It’s time to come out of hiding. It’s time to put myself and my heart out there and realize that I might get hurt, but that’s okay. I am not sure where or how to start, and I know I won’t change overnight. This blog has been a great jumping off point. I have shared more of myself through writing these last few months. Last night on fb I reconnected with some friends I hadn’t talked to in years. This weekend I am having breakfast with my childhood friends that I haven’t seen for a long time. It’s a start.
Friendships are important. We are supposed to love one another, care for one another, pray for one another. We weren’t meant to be alone. God is with us, but He also gave us each other. We are to build each other up. We can’t make it through life alone. I can’t make it alone. I want and need my friends in my life.
Two are better than one, because they have a good return for their work:
If one falls down, his friend can help him up.
But pity the man who falls and has no one to help him up!
Also, if two lie down together, they will keep warm. But how can one keep warm alone? Though one may be overpowered, two can defend themselves. A cord of three strands is not quickly broken.
If you are one of my friends, thank you for hanging in there with me. I hope to be a better friend in the future. I never stopped loving you, but I guess I stopped showing you. In my favorite movie, “The Wizard of Oz”, the wizard tells the Tin Man: “A heart is not judged by how much you love; but by how much you are loved by others.” I do want your love, but I know I have to give in order to receive. And in order to receive, I have to be open. Love and forgiveness – they are the essential ingredients to our earthly and heavenly relationships!
I was hesitant about writing this particular article. It seemed too self-indulgent, and it was really hard to write about myself in such a personal way. But I can’t help but believe that there is a purpose in it. Maybe someone else has felt this way, too. I hope that this will help someone else come out of hiding and to reach out for their friends. They are too valuable to let slip away.
It came when I was sitting on the steps outside my brother’s home in Maryland. The rest of the family was inside and the street was nearly deserted. It was quiet, and I was left alone with my thoughts, which was a rare event. I didn’t have to be anywhere, clean anything, tend to a child or pet, answer a phone, do paperwork, study or write. I could just sit, take in a deep breath and truly relax in my body, mind and spirit. That’s a rare and priceless gift.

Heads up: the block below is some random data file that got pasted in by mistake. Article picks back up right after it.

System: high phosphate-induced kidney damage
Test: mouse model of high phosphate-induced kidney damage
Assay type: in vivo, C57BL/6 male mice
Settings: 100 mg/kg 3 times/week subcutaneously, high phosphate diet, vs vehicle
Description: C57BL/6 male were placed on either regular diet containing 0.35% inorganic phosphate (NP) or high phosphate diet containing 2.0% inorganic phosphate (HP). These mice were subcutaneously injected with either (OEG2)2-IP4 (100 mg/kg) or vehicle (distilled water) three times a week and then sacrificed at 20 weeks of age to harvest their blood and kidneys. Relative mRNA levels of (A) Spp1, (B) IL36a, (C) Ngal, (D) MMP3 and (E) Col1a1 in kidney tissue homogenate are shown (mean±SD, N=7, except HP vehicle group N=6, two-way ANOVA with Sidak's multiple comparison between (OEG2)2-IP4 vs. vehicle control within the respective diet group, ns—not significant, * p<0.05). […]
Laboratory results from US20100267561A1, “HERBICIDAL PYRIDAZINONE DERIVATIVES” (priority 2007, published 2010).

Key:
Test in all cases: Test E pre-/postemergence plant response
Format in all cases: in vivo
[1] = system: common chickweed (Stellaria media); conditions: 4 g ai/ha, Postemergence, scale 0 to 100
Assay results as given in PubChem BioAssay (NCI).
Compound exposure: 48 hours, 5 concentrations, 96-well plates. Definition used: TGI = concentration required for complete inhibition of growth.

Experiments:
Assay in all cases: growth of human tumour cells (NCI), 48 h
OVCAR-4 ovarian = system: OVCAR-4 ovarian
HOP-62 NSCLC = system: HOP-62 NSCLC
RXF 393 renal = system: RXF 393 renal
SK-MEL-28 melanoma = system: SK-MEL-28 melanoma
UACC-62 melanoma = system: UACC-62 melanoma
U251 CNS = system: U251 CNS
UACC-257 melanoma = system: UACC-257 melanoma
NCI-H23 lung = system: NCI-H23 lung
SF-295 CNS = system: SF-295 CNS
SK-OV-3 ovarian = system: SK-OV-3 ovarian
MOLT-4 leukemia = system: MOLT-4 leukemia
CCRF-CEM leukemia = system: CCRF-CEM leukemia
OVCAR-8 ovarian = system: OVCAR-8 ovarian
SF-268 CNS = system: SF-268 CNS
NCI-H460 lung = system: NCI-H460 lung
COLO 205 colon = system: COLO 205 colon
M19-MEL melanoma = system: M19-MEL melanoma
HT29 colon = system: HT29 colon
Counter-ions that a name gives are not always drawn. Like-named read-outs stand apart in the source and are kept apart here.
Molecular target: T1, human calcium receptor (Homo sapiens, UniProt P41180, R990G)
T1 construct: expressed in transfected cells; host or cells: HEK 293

As I sat there, my mind began to wander. I thought about my life and the people who are in it. I thought about the things that I am doing in life, as far as home, work and church. I considered each carefully and prayerfully. In some areas, I felt a sense of strength and security – that I was on the right track. In others, I could see where changes need to be made, starting with changes in myself.
This moment of clarity felt good and I knew that I wanted and needed more time like this. That’s when I began to feel the Lord speaking to my spirit. He reminded me that I needed to have more quiet time for prayer and thinking. Jesus often took time to get away from everyone to pray. If He needed to do that, how much more do we need to?
But Jesus often withdrew to lonely places and prayed.
Very early in the morning, while it was still dark, Jesus got up, left the house and went off to a solitary place, where he prayed.
In an earlier blog article, I wrote about the busyness of life and how we are always trying to beat the clock. It is difficult to find time to just sit, relax, contemplate, meditate, and pray. We are told in Psalm 46:10 to “Be still, and know that I am God.” Be still – you wouldn’t think that would be so hard, but it is. Be still – for how long? As long as it takes to put aside the thoughts and the cares of the world and turn to the thoughts of God and His kingdom, because that’s when revelation comes. That’s when refreshing comes. That’s when God can direct your path, answer your questions, or comfort your heart. He doesn’t want to compete with your job, television, the internet, sports or what other activities fill up your day. He wants time alone with you so that He can truly minister to you.
And I said, Oh that I had wings like a dove! For then would I fly away, and be at rest.
Lo, then would I wander far off, and remain in the wilderness. Selah. I would hasten my escape from the windy storm and tempest.
We all get that urge to “get away from it all.” We need to listen to it. In addition to that daily time alone, we regularly need to step out of our routine for a while. Most of us do that by going on vacation. A change of scenery and daily activity is good for you. It can give you that time to relax and reflect and get a new perspective on life. We can reconnect and bond with family and friends. We can be inspired and challenged to try new things.
Then, because so many people were coming and going that they did not even have a chance to eat, he said to them, "Come with me by yourselves to a quiet place and get some rest."
Even when we are doing the work of the church, we can get overwhelmed and feel overworked. When you feel that way, it should be a red flag that you haven’t been taking the time that you need to refresh and recharge your batteries. If I am feeling overwhelmed and overworked, then it is my fault. Perhaps I took on more work than I should have. Maybe I need to learn to say “no”. Maybe I didn’t even look to God to find out if I was supposed to be doing a certain work. Or, I may have been too proud to ask for help or I let pride convince me that no one else could do the job. Society teaches us to blame everyone else – look for a scapegoat. We need to look to ourselves and take responsibility for the choices we make.
One of those days Jesus went out to a mountainside to pray, and spent the night praying to God.
Can you imagine spending a whole night praying? If we pray for more than five minutes, we feel like we’ve accomplished something. God wants more than our five-minute, microwave, wish list prayer. He wants you to take time for yourself and for Him. It’s a relationship, which means it is a two-way communication. Don’t do all the talking . . . leave some room for God to speak to you. Are you ready for a moment of clarity?
Happy Birthday to my Granny Smith, who turns 93 years old today. I know that she won’t read this, but I hope that you will remember her in your prayers today. Thanks!